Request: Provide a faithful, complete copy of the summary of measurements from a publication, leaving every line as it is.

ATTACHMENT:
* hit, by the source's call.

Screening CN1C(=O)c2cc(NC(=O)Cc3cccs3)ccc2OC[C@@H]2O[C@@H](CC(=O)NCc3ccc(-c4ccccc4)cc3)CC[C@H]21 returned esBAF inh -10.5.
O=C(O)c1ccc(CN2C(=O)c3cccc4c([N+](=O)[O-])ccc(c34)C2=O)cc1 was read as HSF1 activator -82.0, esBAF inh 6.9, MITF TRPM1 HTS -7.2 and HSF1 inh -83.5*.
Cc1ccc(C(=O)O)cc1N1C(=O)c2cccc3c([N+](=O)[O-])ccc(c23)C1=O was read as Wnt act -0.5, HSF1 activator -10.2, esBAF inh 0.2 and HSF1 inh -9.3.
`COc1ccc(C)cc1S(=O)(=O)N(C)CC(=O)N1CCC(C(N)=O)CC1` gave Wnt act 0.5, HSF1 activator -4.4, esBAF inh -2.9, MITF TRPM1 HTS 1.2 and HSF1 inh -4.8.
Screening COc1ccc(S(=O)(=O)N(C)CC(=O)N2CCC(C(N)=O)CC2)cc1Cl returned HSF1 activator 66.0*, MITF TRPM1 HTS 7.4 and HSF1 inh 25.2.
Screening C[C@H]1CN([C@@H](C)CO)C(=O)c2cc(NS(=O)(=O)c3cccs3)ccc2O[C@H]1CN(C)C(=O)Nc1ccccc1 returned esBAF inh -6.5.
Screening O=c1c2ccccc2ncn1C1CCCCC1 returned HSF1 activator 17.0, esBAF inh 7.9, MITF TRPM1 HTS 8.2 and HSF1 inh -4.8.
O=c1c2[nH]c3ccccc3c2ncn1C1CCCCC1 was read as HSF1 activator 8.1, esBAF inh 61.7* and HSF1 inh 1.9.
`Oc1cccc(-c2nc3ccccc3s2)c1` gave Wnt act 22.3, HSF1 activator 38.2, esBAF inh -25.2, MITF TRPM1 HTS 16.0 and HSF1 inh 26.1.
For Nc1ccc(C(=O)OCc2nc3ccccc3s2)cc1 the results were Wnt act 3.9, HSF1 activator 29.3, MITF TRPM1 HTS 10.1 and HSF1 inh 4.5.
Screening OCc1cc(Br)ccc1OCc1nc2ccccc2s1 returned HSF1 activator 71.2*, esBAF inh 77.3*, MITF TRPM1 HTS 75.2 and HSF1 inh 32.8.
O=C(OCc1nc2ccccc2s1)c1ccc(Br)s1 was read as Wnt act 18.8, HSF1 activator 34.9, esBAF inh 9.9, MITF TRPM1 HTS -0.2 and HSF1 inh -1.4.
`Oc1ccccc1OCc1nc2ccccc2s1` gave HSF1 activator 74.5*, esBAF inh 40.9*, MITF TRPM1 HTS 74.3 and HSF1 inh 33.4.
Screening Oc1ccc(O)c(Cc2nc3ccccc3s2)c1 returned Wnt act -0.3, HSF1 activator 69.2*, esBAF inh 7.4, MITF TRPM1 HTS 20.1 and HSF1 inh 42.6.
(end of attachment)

* hit, by the source's call.

Screening CN1C(=O)c2cc(NC(=O)Cc3cccs3)ccc2OC[C@@H]2O[C@@H](CC(=O)NCc3ccc(-c4ccccc4)cc3)CC[C@H]21 returned esBAF inh -10.5.
O=C(O)c1ccc(CN2C(=O)c3cccc4c([N+](=O)[O-])ccc(c34)C2=O)cc1 was read as HSF1 activator -82.0, esBAF inh 6.9, MITF TRPM1 HTS -7.2 and HSF1 inh -83.5*.
Cc1ccc(C(=O)O)cc1N1C(=O)c2cccc3c([N+](=O)[O-])ccc(c23)C1=O was read as Wnt act -0.5, HSF1 activator -10.2, esBAF inh 0.2 and HSF1 inh -9.3.
`COc1ccc(C)cc1S(=O)(=O)N(C)CC(=O)N1CCC(C(N)=O)CC1` gave Wnt act 0.5, HSF1 activator -4.4, esBAF inh -2.9, MITF TRPM1 HTS 1.2 and HSF1 inh -4.8.
Screening COc1ccc(S(=O)(=O)N(C)CC(=O)N2CCC(C(N)=O)CC2)cc1Cl returned HSF1 activator 66.0*, MITF TRPM1 HTS 7.4 and HSF1 inh 25.2.
Screening C[C@H]1CN([C@@H](C)CO)C(=O)c2cc(NS(=O)(=O)c3cccs3)ccc2O[C@H]1CN(C)C(=O)Nc1ccccc1 returned esBAF inh -6.5.
Screening O=c1c2ccccc2ncn1C1CCCCC1 returned HSF1 activator 17.0, esBAF inh 7.9, MITF TRPM1 HTS 8.2 and HSF1 inh -4.8.
O=c1c2[nH]c3ccccc3c2ncn1C1CCCCC1 was read as HSF1 activator 8.1, esBAF inh 61.7* and HSF1 inh 1.9.
`Oc1cccc(-c2nc3ccccc3s2)c1` gave Wnt act 22.3, HSF1 activator 38.2, esBAF inh -25.2, MITF TRPM1 HTS 16.0 and HSF1 inh 26.1.
For Nc1ccc(C(=O)OCc2nc3ccccc3s2)cc1 the results were Wnt act 3.9, HSF1 activator 29.3, MITF TRPM1 HTS 10.1 and HSF1 inh 4.5.
Screening OCc1cc(Br)ccc1OCc1nc2ccccc2s1 returned HSF1 activator 71.2*, esBAF inh 77.3*, MITF TRPM1 HTS 75.2 and HSF1 inh 32.8.
O=C(OCc1nc2ccccc2s1)c1ccc(Br)s1 was read as Wnt act 18.8, HSF1 activator 34.9, esBAF inh 9.9, MITF TRPM1 HTS -0.2 and HSF1 inh -1.4.
`Oc1ccccc1OCc1nc2ccccc2s1` gave HSF1 activator 74.5*, esBAF inh 40.9*, MITF TRPM1 HTS 74.3 and HSF1 inh 33.4.
Screening Oc1ccc(O)c(Cc2nc3ccccc3s2)c1 returned Wnt act -0.3, HSF1 activator 69.2*, esBAF inh 7.4, MITF TRPM1 HTS 20.1 and HSF1 inh 42.6.